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Discussion Starter #1
Depending on what type of starter switch you have chosen, here is what you must do. If you are using the original large push starter switch, attach the wire that feeds the amp meter to the post on the starter switch that goes to the battery. Only the heavy wire to the starter should be on the other starter switch terminal. This gives a constant live source of power to the amp meter. Attach the wire for the ignition switch to the negative side of the amp meter. The other terminal of the ignition switch connects to the balast resistor.
If you are using a solenoid, the battery cable and the amp meter plus side are connected to the same large terminal. Again only the starter cable is connected to the other large terminal. The negative amp meter terminal goes to the ignition switch. If you are using a turn key ignition switch the terminals on the switch will tell you where each wire goes. A small push button starter switch will require a wire from the negative amp meter to the switch and from the other terminal on the switch a wire goes to the solenoid energizing terminal.
After being wired this way, you may find another problem. The small wire that supplies power to the alternator may need a diode between the ignition switch and the alternator to prevent feed back from the alternator from preventing you from stopping the engine when the ignition switch is turned off. You may not have this problem if your alternator was sold for your intended application. Salvage yard alternators require a diode.
This works for me, I hope it works for you too!
 

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that sounds like the answer to one of CHRPMASTERs probelms.
His 12 volt conversion would not shut off with the key. Last I heard he is having trouble with his starter.
Rodster
 

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Larry,
Thanks for the information and welcome to the case forum. Electrical problems always seem fustrating to me. hope you keep comming back.
caseman-d
 

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Welcome Larry:friends: good info something to keep around.:thumbsup:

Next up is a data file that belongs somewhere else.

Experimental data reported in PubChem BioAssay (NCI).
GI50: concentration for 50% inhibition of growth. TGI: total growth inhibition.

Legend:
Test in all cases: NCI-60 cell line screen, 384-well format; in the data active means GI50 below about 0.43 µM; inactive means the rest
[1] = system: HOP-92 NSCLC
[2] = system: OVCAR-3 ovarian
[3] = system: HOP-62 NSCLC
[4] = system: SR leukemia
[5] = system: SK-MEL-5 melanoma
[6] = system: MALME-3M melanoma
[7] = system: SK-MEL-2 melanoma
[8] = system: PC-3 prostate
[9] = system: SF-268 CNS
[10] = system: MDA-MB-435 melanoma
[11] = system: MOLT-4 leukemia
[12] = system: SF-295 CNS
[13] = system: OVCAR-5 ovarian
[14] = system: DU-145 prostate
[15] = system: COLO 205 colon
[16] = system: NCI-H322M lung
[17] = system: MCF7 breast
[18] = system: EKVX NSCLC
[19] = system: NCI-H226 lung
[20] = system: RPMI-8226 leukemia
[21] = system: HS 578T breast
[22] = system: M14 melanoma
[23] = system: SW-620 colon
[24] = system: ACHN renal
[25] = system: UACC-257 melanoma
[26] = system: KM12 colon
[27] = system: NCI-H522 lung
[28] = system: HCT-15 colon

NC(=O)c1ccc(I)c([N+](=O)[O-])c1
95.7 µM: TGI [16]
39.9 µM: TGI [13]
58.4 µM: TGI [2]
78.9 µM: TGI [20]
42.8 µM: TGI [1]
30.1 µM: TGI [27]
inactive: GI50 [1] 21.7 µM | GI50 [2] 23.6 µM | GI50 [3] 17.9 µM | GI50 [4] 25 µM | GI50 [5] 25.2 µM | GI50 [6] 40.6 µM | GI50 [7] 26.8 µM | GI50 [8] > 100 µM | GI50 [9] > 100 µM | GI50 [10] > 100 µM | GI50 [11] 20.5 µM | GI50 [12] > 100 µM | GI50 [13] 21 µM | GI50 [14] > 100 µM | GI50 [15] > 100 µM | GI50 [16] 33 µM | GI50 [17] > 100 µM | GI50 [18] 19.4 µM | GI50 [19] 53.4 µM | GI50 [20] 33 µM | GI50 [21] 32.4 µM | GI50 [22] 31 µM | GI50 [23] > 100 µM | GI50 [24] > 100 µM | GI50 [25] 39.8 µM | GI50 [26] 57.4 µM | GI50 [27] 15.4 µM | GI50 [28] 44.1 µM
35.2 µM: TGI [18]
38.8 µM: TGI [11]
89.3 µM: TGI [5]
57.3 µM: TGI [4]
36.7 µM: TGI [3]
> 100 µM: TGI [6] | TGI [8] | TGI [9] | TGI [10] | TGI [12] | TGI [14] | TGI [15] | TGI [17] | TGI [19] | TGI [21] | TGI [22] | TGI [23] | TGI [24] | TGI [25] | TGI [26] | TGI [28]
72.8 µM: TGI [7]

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Welcome, Larry Lamp. You have shed light on what is a perplexing problem for us wrench guys. You have lived up to your name!

With clear, to the point explanations like that, you're a keeper! Please keep the posts coming.
 

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Welcome Larry

With answers like that you are my new best friend. :worthy: :worthy:

You clarified my issue very well - in fact I think I even understood it!:D

Yes Rodster I am still having starter problems but found a local guy who will fix it. somehow had a problem with the cable attached to the post on the side of the starter. Someone tried to tighten it and goofed it up though I will not mention any names
:whistle: :lying:

As soon as I get it back I will be able to check if I followed your instructions correctly.

By the way you mentioned that I may need a diode. First what is a diode and second where do I get one and third are there different sizes if so what size do I need?

Thanks
Andy
 

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Very glad to have someone that can explain electrical stuff in everyday language! Welcome to the forum!
 

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Discussion Starter #8
To Andy--Diodes

Diodes come in all kinds of shapes and sizes. What they are is a one way switch. Current will only flow in one direction. Unless they are marked you will have to test them to find out which way that is. The ones I have I got at Napa. They came three in a box. They are used in alternators. They are about 1/2" in dia. with a bare solid wire sticking out the back about 1 1/2" long. I run my wire from the ignition switch to the balast resister. From that point, I install the diode, current flowing out, to the small alternator wire on the wide thin plug on the alternator. The plug is referred to as a pip tail. When the ignition is turned off the alternator will not backfeed current to the distributor.
To get all the wiring loose ends together, I use a 10ga. wire to the + amp gague terminal. the other big wire on the pig tail is attached to the bat. post marked on the alternator along with the 10ga. wire to the amp meter. I use salvage yard alternators made by delco since I am familiar with them. Also to make this the least expensive to do a 12v conversion, use only alternators with internal regulators. They are late 70's to 80's vintage and GM made a lot of them.
I mentioned the diode was 1/2" in dia. You will need to wrap bare wire around the round part tightly and wrap the whole thing in plastic tape leaving enough wire to make the neccessary connections.
I tried to use some small diodes from Radio Shack but they couldn't handle the load. I have used the Napa ones for four years without any problem.
I would tell you to solder the wire wraped around the round part, but too much heat will damage the diode. You might get away with it, so you can experiment if you wish!
For the record, I'm a Case collector. I have 4 DC's and 5 SC's. One DC restored and 3 SC's restored.
 

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Larry

as my 11 year old likes to say "you da bomb". (I think thats a good thing. :confused: )

Anyway welcome to the forum and I'm sure I (and many others) will make use of your expertise on these and other case matters.

Andy
 
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